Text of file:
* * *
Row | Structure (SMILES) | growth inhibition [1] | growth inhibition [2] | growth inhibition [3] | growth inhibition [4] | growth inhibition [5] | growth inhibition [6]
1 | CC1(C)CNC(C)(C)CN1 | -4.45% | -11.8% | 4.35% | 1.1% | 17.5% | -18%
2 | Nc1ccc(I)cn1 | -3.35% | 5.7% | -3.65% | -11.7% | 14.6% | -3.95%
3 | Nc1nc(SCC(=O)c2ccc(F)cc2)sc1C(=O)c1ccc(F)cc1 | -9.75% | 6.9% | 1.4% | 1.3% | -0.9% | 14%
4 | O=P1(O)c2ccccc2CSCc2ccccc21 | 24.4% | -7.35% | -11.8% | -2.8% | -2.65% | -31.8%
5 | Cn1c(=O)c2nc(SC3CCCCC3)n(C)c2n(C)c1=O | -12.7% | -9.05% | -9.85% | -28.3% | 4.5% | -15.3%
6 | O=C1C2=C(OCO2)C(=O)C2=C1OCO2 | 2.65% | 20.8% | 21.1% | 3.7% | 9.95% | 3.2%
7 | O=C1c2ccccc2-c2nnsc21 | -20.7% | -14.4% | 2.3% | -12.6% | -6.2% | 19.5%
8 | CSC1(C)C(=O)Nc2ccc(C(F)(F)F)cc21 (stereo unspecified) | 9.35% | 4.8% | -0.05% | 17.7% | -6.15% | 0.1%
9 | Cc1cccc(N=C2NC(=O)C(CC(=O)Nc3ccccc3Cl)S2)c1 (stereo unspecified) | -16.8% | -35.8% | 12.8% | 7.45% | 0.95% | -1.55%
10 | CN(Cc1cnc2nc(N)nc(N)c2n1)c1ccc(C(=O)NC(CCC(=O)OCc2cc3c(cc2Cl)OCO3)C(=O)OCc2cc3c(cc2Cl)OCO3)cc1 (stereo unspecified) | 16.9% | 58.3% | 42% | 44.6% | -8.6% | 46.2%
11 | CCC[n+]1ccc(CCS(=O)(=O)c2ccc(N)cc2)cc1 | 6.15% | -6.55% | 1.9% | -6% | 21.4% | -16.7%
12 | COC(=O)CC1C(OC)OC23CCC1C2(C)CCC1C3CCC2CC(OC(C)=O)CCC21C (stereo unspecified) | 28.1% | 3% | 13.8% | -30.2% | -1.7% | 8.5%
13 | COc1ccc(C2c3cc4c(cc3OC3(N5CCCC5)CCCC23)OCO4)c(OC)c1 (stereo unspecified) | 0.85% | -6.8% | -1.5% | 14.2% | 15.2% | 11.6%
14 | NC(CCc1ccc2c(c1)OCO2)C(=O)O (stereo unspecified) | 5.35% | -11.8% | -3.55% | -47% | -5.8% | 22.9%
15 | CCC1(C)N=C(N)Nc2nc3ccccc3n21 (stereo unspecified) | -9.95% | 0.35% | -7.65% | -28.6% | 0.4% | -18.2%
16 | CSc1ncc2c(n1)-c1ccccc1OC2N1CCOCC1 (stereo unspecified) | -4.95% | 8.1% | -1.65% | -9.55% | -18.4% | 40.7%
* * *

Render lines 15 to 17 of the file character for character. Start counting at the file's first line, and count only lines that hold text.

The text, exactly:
14 | NC(CCc1ccc2c(c1)OCO2)C(=O)O (stereo unspecified) | 5.35% | -11.8% | -3.55% | -47% | -5.8% | 22.9%
15 | CCC1(C)N=C(N)Nc2nc3ccccc3n21 (stereo unspecified) | -9.95% | 0.35% | -7.65% | -28.6% | 0.4% | -18.2%
16 | CSc1ncc2c(n1)-c1ccccc1OC2N1CCOCC1 (stereo unspecified) | -4.95% | 8.1% | -1.65% | -9.55% | -18.4% | 40.7%